The government published the Resources and Waste Strategy in 2018 and is now consulting on keys areas to implement.
The areas currently being consulted on are: Extended Producer Responsibility packaging (EPR), the introduction of a Deposit Return Scheme (DRS) and, as discussed in this paper, consistency in household and business recycling.
From October 2023, local authorities will be mandated to collect a consistent range of dry materials (listed below), a weekly separate food waste collection and garden waste collection from all households.
The proposed core set of materials are:
· glass bottles and containers – including drinks bottles, condiment bottles, jars
· paper and card – including newspaper, cardboard packaging, writing paper
· plastic bottles – including clear drinks containers, HDPE milk containers, detergent, shampoo and cleaning product containers
· plastic pots, tubs and trays
· steel and aluminium tins and cans
· aluminium foil
· aluminium food trays
· steel and aluminium aerosols
· aluminium tubes, e.g. tomato puree tubes
· metal jar/bottle lids
· food and drink cartons, e.g. TetraPak
· plastic films, e.g. bread bags, carrier bags - by end of the 2026/27 financial year
Payments to local authorities for both the cost of managing packaging waste collected for recycling and packaging waste disposed of in residual waste, will be made under the packaging Extended Producer Responsibility scheme.
There will be a requirement for recyclable waste from each waste stream to be collected separately, unless an exemption applies, or is sought, due to it not being technically or economically practicable.
An exemption would allow local authorities to co-collect recyclable waste in a recyclable waste stream with at least one other material. Local authorities collecting the proposed recyclable waste streams together would not have to complete a written assessment for the statutory exemptions.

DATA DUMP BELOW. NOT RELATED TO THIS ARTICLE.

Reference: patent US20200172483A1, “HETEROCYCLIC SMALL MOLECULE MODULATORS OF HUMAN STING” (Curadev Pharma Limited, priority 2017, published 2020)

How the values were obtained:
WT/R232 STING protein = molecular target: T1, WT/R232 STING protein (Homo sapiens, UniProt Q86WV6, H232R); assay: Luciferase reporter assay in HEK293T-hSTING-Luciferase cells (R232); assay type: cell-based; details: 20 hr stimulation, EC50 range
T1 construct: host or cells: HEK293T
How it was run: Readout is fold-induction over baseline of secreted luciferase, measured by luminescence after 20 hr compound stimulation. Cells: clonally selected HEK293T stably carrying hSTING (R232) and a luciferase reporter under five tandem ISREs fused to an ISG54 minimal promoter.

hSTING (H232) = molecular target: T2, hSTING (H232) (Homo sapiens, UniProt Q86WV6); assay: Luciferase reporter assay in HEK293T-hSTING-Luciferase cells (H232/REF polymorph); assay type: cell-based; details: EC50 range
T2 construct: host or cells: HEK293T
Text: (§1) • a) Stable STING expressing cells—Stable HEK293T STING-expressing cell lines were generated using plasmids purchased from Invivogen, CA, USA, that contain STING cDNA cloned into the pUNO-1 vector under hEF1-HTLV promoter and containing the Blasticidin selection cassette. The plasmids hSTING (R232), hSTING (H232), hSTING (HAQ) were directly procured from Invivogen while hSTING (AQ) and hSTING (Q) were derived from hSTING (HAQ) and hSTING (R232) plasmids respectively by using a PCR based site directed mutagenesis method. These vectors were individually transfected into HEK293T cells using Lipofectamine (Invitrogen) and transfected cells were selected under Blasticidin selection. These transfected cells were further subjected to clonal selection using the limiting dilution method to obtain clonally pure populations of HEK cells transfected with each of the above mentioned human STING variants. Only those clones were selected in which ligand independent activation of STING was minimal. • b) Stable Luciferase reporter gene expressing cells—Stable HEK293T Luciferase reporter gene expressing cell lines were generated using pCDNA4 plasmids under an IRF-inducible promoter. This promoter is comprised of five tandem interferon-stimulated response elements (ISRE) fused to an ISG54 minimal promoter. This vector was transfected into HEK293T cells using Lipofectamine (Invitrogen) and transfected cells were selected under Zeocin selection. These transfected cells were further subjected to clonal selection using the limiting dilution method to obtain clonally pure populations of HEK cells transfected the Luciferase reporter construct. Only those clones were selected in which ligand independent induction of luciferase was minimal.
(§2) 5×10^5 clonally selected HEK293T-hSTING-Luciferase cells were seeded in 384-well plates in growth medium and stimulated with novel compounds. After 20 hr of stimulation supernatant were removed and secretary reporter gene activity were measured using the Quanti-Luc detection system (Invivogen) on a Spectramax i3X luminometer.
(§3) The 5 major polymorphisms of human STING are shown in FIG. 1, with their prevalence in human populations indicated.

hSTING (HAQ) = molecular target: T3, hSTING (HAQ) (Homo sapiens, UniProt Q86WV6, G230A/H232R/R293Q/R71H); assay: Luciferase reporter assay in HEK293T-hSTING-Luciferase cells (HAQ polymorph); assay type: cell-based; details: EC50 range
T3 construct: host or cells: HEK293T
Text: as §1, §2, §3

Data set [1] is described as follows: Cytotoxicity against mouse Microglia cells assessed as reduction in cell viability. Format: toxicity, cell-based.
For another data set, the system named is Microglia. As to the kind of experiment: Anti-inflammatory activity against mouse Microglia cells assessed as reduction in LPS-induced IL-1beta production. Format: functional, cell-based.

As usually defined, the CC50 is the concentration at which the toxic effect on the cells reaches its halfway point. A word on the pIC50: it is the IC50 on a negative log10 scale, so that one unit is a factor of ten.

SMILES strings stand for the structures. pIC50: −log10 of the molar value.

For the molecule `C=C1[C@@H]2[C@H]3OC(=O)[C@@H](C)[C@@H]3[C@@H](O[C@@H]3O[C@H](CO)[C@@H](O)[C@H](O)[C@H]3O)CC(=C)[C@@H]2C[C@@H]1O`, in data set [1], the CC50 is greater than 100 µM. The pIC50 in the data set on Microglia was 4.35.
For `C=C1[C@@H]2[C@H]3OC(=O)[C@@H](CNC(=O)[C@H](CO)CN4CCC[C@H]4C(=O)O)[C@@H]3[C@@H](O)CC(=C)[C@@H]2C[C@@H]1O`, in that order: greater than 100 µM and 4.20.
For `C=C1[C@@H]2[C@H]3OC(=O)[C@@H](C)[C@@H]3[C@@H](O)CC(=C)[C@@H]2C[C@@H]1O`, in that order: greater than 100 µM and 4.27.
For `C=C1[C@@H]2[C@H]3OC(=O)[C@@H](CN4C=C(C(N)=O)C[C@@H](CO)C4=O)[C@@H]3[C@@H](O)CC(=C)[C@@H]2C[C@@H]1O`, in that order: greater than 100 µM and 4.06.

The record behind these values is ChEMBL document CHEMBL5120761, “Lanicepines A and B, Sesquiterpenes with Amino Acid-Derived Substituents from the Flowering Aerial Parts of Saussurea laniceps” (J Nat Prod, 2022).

The proposals are to include exemptions to enable the following waste streams to be collected together from households:
· plastic and metal
· glass and metal
This will mean that, to co-collect recycling as Brighton & Hove does presently e.g. collecting paper and card together with metal and plastic, a written assessment will be required. Further work will be required once the outcome is known, to determine the number of written assessments required.
Included within the Environment Bill is a statutory requirement to provide a separate food waste collection to households, at least once a week. It proposes food waste includes: food scraps, coffee grounds and tea bags.
It is proposed that food can be collected with garden waste, although will still need to be collected weekly. Authorities wishing to do this must submit a written assessment to demonstrate that it is not ‘technically or economically practicable’ to collect food separately. This is important for the council as the route for food waste disposal would be the existing IVC composting facility where garden waste already is sent.